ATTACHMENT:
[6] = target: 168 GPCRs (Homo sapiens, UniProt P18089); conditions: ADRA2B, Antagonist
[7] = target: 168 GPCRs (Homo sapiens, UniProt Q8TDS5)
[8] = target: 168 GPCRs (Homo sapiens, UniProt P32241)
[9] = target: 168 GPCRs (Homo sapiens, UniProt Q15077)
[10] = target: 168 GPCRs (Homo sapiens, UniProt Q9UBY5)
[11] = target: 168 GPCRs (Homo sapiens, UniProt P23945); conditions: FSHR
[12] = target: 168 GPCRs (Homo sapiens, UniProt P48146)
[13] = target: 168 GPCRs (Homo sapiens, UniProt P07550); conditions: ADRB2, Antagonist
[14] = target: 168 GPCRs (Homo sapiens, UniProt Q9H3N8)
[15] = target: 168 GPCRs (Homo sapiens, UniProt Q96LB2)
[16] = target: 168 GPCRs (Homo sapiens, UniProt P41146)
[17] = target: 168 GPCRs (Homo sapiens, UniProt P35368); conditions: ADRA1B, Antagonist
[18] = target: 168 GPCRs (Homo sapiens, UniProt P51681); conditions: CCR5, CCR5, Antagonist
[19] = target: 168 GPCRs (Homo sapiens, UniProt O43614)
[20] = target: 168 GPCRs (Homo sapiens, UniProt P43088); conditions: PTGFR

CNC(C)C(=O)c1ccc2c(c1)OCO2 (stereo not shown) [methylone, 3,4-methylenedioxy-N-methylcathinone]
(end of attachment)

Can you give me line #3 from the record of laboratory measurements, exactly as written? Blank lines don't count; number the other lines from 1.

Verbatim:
[8] = target: 168 GPCRs (Homo sapiens, UniProt P32241)